Today, people on both sides of the nuclear power debate anticipate an atomic renaissance in America. Chronic instability in the Middle East and fears of global warming have brought together an unlikely coalition of conservative isolationists and fretful environmentalists, all of whom argue that emission-free nuclear power, already quietly responsible for nearly 20 percent of the American energy supply, is ready to take on more of the nation's energy burden. Over one hundred nuclear plants generate electricity in the United States. Thirtytwo new reactors are planned. All are descendants of SL-1. With so many plants in operation, and so many more on the way, it is vitally important to understand the real reasons, technical and otherwise, a nuclear reactor exploded in 1961.

Understanding the dominant theory of the explosion does not require a familiarity with nuclear physics. Within days of the incident, rumors of infidelity and a love triangle sprang to life, stories of an aggrieved husband who used a control rod as a peculiarly modern murder weapon. There was just enough truth in the story, and it explained the tragedy so neatly, that it rapidly obscured the underlying issues at SL-1. One of the young crewmen was, in fact, unstable and had a collapsing marriage. But why was he allowed to perform dangerous maintenance with so little supervision? The rapid, manual raising of a single control rod did cause the devastation at SL-1. But why would a reactor be designed so perilously close to criticality? Why would procedures actually dictate the manual lifting of that rod? The story of the love triangle and murder-suicide has been handed down faithfully by people in Idaho, the military, and the nuclear industry. Like all good folklore, it embodies the bedrock principles of those who keep it alive, even, or perhaps especially, where it diverges from the facts. And while the story has proven to be extremely durable, it is an inadequate description of what really caused America's only fatal reactor accident, and what lessons should be learned.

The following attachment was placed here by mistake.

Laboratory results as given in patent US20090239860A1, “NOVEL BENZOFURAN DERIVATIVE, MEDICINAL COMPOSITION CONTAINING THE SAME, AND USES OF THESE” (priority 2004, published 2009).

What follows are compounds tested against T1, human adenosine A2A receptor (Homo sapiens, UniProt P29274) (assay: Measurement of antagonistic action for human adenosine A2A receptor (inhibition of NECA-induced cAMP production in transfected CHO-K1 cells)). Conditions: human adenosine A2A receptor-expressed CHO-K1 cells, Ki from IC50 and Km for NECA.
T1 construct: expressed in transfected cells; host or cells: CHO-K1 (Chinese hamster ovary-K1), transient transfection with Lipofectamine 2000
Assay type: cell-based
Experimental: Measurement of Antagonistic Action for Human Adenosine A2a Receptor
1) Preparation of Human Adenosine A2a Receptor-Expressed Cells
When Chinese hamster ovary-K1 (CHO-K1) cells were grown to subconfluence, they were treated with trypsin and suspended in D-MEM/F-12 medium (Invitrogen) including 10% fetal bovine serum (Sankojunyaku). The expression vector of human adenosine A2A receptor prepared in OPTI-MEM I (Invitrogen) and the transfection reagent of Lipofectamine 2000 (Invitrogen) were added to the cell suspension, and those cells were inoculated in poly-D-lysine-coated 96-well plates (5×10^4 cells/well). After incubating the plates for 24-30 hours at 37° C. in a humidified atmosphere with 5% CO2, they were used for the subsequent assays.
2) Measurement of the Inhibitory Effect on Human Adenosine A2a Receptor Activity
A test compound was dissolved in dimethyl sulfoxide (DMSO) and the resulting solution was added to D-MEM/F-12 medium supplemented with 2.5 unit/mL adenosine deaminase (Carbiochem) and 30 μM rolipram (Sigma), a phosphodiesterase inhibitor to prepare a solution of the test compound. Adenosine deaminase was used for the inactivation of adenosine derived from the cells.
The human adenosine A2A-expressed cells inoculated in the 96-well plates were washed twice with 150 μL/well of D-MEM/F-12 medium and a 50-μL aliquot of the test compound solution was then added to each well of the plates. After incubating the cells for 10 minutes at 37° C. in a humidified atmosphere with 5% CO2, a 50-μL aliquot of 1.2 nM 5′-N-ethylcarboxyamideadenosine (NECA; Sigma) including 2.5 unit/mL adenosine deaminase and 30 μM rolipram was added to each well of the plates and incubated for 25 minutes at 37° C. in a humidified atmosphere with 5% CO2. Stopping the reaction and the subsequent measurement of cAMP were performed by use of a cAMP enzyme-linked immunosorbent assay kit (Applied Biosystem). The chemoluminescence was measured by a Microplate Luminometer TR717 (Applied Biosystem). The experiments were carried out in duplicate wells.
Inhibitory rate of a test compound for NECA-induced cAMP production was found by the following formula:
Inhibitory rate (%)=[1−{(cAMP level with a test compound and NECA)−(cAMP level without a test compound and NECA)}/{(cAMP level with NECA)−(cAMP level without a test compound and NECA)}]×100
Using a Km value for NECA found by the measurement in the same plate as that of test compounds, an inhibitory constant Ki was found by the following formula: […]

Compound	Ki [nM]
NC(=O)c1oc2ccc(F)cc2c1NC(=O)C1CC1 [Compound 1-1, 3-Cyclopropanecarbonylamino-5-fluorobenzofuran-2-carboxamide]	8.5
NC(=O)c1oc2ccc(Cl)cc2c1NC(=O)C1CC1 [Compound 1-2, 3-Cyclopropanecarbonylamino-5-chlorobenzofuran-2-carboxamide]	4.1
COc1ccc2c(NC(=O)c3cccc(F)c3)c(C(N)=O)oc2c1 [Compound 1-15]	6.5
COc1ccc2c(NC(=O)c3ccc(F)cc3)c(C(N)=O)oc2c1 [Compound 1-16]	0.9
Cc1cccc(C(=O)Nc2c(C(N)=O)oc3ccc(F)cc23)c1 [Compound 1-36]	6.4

The complete story of SL-1 is neither a murder mystery nor a love story. It is more than an engineering case study as well, an incident that cannot be explained completely with flux diagrams and reactivity calculations. The story of SL-1 is a war story, a tale of a bloody, costly struggle between the three branches of the United States military. It happened at a time when nuclear annihilation was a frighteningly real possibility: January 3, 1961, was eight months after Francis Gary Powers was shot down over the Soviet Union, and three months before the Bay of Pigs invasion. The military was preparing to fight a nuclear world war that many viewed as inevitable, and nuclear power was seen by each branch as a way, quite literally, to increase its power. Massive budgets were at stake, but it was more than that. The generals and admirals all believed passionately that survival was at stake both for their service, and for the nation. In this struggle for nuclear supremacy, the Army skirmished on the fringes, but the Navy and the Air Force were in a fight to the death, as the flyers argued convincingly that airpower and only airpower could save America from the communist menace. And while many of this war's battles took place in Idaho, it began, as so many American wars have, with an attack on a ship.

Copyright © 2009 by Todd Tucker


Library of Congress subject headings for this publication:
Nuclear reactor accidents -- Idaho -- Idaho Falls -- History -- 20th century.
Nuclear industry -- Military aspects -- United States -- History -- 20th century.
Idaho Falls (Idaho) -- History -- 20th century.